On a day when the government announced it had made available less than half the hoped-for number of H1N1 vaccine doses, Health and Human Services Secretary Kathleen Sebelius said her department would undertake a thorough review of policies affecting all of the country’s public health emergencies.
The plan goes beyond longstanding problems associated with the swine flu vaccine program to include what she called “countermeasures” against disasters, both natural and manmade.
“Today, we face a wider range of public health threats than ever before in our history,” she told the American Medical Association’s Congress on Health System Readiness. “It could be anthrax delivered in an envelope. It could be a dirty bomb set off in a subway car. It could be a new strain of flu that our bodies have no immunity to.”
Speaking to the AMA group in Washington, Mrs. Sebelius admitted the “challenges” involved in the government’s billion-dollar campaign to protect the population against the current pandemic, but she concentrated on obstacles beyond development of better vaccines. An old-fashioned egg-based method of vaccine production, among other matters, has slowed the ambitious program.
“We don’t just need 21st-century technology. We also need 21st-century financial, legal, and regulatory frameworks that create incentives for companies to build these advanced countermeasures.”
A new system is needed, she said, “that is so dependable and comprehensive that it deters potential bioterrorism attacks and makes our enemies say: ‘It’s not worth the effort.’ ”
The review, to be completed in the first quarter of the new year by the HHS Office of Preparedness and Response, will center on improving medical response to a wide range of threats and include long-term investments in research and the production of improved vaccines.
Being able to handle such threats, Mrs. Sebelius noted, “depends on the strength and numbers of our health care work force. It depends on whether we have enough hospital beds and working emergency rooms. It depends on our ability to coordinate across government agencies and how well we can execute a national response strategy on the local level.”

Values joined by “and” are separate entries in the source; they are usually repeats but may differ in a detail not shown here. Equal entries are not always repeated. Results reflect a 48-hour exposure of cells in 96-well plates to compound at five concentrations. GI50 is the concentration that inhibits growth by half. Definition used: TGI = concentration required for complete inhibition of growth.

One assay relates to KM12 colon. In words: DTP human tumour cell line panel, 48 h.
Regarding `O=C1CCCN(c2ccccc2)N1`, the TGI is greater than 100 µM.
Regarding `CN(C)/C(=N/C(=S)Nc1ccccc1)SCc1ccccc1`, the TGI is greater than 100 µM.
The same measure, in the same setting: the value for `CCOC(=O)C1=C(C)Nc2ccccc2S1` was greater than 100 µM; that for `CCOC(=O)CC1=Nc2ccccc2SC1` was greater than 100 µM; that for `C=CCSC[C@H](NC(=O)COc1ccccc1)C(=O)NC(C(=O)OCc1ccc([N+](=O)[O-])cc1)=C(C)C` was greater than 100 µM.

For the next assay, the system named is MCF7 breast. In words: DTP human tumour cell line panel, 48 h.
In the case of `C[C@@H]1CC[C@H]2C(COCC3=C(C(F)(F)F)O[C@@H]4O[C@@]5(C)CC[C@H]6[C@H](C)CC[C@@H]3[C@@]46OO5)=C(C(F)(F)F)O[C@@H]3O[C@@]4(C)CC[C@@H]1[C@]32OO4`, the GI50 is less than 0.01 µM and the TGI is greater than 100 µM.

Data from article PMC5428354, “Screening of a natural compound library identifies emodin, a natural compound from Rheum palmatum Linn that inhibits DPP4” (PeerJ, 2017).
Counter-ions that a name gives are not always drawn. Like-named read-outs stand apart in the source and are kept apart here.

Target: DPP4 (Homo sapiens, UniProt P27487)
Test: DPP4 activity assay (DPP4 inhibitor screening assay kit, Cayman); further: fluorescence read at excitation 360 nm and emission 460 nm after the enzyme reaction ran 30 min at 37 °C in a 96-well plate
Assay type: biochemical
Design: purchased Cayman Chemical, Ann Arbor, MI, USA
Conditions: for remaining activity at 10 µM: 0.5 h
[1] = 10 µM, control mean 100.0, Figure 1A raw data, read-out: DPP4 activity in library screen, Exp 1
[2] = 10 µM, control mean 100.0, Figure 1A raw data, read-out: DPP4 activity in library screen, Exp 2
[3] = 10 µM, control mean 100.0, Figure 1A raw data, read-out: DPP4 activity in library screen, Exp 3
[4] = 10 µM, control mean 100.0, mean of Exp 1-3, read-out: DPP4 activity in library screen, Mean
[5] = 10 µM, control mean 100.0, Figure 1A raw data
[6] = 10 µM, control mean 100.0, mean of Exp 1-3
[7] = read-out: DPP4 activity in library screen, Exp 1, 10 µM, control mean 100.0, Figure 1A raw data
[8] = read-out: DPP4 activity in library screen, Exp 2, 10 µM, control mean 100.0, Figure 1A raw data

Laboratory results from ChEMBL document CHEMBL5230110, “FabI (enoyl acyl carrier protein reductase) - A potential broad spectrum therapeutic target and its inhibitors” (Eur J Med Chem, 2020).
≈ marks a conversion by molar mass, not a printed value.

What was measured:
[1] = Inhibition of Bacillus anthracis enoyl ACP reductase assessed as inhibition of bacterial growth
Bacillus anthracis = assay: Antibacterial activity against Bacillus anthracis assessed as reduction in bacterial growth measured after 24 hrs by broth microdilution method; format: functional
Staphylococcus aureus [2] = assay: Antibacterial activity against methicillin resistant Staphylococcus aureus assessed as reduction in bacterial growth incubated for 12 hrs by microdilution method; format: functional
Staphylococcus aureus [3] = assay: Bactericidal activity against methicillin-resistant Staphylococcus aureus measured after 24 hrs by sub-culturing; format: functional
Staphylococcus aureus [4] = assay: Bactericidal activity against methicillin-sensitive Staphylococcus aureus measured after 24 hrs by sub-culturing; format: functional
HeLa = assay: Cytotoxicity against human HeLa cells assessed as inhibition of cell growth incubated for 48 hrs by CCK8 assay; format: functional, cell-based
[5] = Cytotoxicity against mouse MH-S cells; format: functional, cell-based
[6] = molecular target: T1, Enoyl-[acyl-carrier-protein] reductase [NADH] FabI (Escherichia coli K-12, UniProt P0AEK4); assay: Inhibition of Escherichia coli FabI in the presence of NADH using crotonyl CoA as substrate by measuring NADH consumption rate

This isn’t first time that HHS has undertaken such a review, according to a department spokesman, but it is the first one to be undertaken by the Obama administration.
The department’s investment in an advanced flu-vaccine technology that uses a dead virus, incubated in insect cells rather than chicken eggs, was expected to grow faster and easier. But the project suffered a recent setback when a Food and Drug Administration advisory panel ruled that the company had not yet shown the vaccine was safe enough for full approval.
Novartis opened the first American plant for another advanced method in North Carolina last week but that factory is not expected to be fully operational for two years, unless the president declares a national emergency, according to Robin Robinson, a virologist who heads HHS’ Biomedical Advanced Research Development Authority.
He said in an interview that Congress had appropriated $5.6 billion in pandemic preparedness funds for a five-year program now in its third year.
The “money that goes into more than vaccines and includes antivirals and state planning and establishing stockpiles ahead,” Mr. Robinson said, adding that he expects the number of advanced vaccine-manufacturing facilities on U.S. soil to double.
Nearly 70 million out of an original goal of some 160 million doses of vaccine have either been distributed or are on order, Dr. Thomas Frieden, head of the Centers of Disease Control and Prevention, said in a media conference Tuesday.
Emphasizing that the novel H1N1 flu was “unpredictable” and still widespread in 32 states, down from a high of 48, he said it was slowing down.
In a poll of “about a dozen” of world influenza experts, CDC found half thought another wave, or surge, could be expected before the Northern Hemisphere flu season ends in May, and half thought not.
“And one said, flip a coin,” Dr. Frieden said.
He called this period “a window of opportunity,” during which people will continue to become infected but that more and more should take advantage of increasing vaccine supplies to get protected. “And as that happens, it’s harder for the virus to spread.”